Thus, in my opinion, God permits evil; he permits bad things to happen to good people, he permits people both individually and collectively (as in pollution of the planet) to make bad decisions precisely because without that there can be no appreciation for what is good and right.

The end of that belief is that the earth is not the end-all, be-all we would like it to be.  There may be hundreds of other planets with life forms not too dissimilar from our own.  There may be radically different life forms but all with a common element - the existence of good and evil.  Where God exercises his omniscience and omnipotence is not in this world but in the next.  Just as without evil we would not recognize good, so without Hell there would be no reason for Heaven.  And that is where God will sort it all out.  Without the travails of life, existence in heaven would be meaningless.  If one makes a conscious decision to engage in and perpetuate evil, with the full knowledge of the difference between that and good, he will have made his choice and God will exercise his prerogative to put him in Hell.  At least, that's what I believe.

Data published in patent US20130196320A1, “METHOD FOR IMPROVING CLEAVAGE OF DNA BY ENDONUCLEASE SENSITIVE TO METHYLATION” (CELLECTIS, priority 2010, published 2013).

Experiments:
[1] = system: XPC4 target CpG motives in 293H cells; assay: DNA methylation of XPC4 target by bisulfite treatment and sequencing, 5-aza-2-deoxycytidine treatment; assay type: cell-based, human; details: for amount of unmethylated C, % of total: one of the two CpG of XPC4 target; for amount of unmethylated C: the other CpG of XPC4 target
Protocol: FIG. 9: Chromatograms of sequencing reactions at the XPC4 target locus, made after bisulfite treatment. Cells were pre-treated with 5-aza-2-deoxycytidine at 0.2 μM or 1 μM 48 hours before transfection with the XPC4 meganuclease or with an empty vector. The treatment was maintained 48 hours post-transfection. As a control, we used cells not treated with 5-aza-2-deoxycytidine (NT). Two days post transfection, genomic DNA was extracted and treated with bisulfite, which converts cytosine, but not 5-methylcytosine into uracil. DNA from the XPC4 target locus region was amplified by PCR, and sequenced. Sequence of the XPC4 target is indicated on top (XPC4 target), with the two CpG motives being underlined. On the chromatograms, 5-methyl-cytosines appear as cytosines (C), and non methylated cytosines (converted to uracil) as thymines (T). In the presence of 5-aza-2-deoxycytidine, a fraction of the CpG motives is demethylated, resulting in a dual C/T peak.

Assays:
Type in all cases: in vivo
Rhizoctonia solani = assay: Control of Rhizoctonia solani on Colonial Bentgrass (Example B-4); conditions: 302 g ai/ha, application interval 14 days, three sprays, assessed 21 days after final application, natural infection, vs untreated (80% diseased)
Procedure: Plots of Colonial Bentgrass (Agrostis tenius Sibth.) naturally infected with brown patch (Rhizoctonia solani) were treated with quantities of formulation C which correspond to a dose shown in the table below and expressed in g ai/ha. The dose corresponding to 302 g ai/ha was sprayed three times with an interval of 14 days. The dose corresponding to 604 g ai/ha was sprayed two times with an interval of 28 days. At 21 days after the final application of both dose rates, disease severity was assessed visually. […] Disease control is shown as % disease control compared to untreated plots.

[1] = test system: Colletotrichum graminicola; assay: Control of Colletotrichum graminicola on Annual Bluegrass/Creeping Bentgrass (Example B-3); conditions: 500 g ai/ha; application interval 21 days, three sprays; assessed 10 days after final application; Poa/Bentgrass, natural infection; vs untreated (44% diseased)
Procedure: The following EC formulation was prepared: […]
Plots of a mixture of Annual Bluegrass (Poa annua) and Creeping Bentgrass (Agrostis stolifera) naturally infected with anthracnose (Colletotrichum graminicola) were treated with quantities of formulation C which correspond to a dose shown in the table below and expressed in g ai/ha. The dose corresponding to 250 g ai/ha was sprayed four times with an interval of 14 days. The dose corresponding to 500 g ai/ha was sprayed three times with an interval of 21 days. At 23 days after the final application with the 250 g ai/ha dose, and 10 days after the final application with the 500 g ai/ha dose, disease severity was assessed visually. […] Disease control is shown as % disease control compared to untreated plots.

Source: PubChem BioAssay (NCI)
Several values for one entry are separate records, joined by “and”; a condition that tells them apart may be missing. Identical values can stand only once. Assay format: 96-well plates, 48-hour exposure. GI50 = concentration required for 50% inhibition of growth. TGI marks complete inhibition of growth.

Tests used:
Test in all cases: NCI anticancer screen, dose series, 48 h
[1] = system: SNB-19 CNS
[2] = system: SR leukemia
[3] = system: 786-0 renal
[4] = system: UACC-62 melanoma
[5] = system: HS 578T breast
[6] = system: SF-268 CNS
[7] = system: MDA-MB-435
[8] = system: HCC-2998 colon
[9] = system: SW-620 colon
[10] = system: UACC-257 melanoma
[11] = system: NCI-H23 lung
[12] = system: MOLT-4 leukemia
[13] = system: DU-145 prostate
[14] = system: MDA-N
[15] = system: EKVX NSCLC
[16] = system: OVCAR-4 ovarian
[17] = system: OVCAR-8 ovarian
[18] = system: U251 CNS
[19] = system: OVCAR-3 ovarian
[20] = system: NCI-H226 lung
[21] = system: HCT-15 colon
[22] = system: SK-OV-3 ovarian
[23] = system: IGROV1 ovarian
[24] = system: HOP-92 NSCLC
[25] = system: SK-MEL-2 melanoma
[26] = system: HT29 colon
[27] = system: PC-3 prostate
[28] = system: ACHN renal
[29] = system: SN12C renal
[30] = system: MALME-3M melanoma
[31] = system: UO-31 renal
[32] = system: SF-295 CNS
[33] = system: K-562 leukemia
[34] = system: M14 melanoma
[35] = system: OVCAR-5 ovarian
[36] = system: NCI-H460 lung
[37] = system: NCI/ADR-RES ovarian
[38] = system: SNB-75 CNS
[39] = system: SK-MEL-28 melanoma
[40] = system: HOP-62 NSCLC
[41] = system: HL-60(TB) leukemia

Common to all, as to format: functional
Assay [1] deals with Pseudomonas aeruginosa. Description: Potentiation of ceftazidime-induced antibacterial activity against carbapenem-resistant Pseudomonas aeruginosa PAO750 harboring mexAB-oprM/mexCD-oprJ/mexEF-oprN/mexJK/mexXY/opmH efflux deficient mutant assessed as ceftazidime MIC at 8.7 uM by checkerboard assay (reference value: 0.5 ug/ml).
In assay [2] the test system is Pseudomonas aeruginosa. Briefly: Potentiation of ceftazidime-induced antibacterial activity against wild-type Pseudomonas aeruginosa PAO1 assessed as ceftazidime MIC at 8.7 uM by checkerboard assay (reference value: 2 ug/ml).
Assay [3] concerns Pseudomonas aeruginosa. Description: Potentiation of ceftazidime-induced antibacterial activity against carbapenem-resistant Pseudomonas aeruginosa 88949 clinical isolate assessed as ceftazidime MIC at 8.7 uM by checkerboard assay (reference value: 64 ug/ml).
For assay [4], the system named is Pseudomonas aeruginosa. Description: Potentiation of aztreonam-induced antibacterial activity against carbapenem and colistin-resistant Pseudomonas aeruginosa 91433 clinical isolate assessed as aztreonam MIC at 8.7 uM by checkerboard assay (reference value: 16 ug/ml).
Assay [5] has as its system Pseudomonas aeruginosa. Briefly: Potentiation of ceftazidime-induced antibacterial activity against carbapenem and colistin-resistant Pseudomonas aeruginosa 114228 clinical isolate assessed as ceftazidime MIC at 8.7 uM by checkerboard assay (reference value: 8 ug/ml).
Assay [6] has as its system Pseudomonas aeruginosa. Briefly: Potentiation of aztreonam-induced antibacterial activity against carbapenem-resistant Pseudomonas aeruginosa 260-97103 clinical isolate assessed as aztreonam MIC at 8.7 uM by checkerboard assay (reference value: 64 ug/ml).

2013-10-16 05:35:29 PM  

Literally Addicted: ciberido: "But the Lord hardened Pharaoh's heart and he would not listen to Moses and Aaron, just as the Lord had said to Moses."
Exodus 9:12 (New International Version)

Sorry, apparently I'm still working on the old international version, the buggy beta one.


Dude, we're already on version 3.0 of the Bible.
 
2013-10-16 05:38:32 PM  

grumpfuff: And I've ranted enough, because at this point I forget what the hell my original point was. So...yea.

/really should stop discussing religion on fark